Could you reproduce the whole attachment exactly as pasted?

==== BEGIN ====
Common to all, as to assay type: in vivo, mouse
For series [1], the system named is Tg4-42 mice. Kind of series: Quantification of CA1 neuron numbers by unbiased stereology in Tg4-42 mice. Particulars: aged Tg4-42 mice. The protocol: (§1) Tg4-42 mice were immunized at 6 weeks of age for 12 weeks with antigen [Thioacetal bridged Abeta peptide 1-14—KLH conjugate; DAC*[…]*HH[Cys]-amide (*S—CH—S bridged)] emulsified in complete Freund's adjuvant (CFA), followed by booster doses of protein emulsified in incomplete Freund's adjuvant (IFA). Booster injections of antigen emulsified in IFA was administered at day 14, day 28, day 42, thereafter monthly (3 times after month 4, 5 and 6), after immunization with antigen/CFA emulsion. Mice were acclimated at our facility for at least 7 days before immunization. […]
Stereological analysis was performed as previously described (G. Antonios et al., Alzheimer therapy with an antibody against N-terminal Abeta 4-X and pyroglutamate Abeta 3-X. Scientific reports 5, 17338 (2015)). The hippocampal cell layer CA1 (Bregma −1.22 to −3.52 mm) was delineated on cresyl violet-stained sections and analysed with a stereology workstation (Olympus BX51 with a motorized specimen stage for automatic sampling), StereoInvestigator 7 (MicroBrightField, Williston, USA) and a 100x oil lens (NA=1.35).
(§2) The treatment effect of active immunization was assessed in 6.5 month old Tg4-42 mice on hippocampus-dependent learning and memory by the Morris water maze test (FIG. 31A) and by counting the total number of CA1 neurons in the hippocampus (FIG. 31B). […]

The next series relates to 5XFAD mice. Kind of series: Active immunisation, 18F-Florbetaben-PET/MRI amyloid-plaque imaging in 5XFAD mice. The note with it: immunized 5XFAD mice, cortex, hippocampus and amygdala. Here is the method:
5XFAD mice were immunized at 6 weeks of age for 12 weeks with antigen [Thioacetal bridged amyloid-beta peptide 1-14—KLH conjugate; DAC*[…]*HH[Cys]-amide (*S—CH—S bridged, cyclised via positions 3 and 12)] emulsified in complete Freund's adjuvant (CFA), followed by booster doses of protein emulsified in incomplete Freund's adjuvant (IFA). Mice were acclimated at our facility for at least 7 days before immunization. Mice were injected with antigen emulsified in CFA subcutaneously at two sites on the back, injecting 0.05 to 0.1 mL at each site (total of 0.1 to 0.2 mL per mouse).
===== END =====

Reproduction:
Common to all, as to assay type: in vivo, mouse
For series [1], the system named is Tg4-42 mice. Kind of series: Quantification of CA1 neuron numbers by unbiased stereology in Tg4-42 mice. Particulars: aged Tg4-42 mice. The protocol: (§1) Tg4-42 mice were immunized at 6 weeks of age for 12 weeks with antigen [Thioacetal bridged Abeta peptide 1-14—KLH conjugate; DAC*[…]*HH[Cys]-amide (*S—CH—S bridged)] emulsified in complete Freund's adjuvant (CFA), followed by booster doses of protein emulsified in incomplete Freund's adjuvant (IFA). Booster injections of antigen emulsified in IFA was administered at day 14, day 28, day 42, thereafter monthly (3 times after month 4, 5 and 6), after immunization with antigen/CFA emulsion. Mice were acclimated at our facility for at least 7 days before immunization. […]
Stereological analysis was performed as previously described (G. Antonios et al., Alzheimer therapy with an antibody against N-terminal Abeta 4-X and pyroglutamate Abeta 3-X. Scientific reports 5, 17338 (2015)). The hippocampal cell layer CA1 (Bregma −1.22 to −3.52 mm) was delineated on cresyl violet-stained sections and analysed with a stereology workstation (Olympus BX51 with a motorized specimen stage for automatic sampling), StereoInvestigator 7 (MicroBrightField, Williston, USA) and a 100x oil lens (NA=1.35).
(§2) The treatment effect of active immunization was assessed in 6.5 month old Tg4-42 mice on hippocampus-dependent learning and memory by the Morris water maze test (FIG. 31A) and by counting the total number of CA1 neurons in the hippocampus (FIG. 31B). […]

The next series relates to 5XFAD mice. Kind of series: Active immunisation, 18F-Florbetaben-PET/MRI amyloid-plaque imaging in 5XFAD mice. The note with it: immunized 5XFAD mice, cortex, hippocampus and amygdala. Here is the method:
5XFAD mice were immunized at 6 weeks of age for 12 weeks with antigen [Thioacetal bridged amyloid-beta peptide 1-14—KLH conjugate; DAC*[…]*HH[Cys]-amide (*S—CH—S bridged, cyclised via positions 3 and 12)] emulsified in complete Freund's adjuvant (CFA), followed by booster doses of protein emulsified in incomplete Freund's adjuvant (IFA). Mice were acclimated at our facility for at least 7 days before immunization. Mice were injected with antigen emulsified in CFA subcutaneously at two sites on the back, injecting 0.05 to 0.1 mL at each site (total of 0.1 to 0.2 mL per mouse).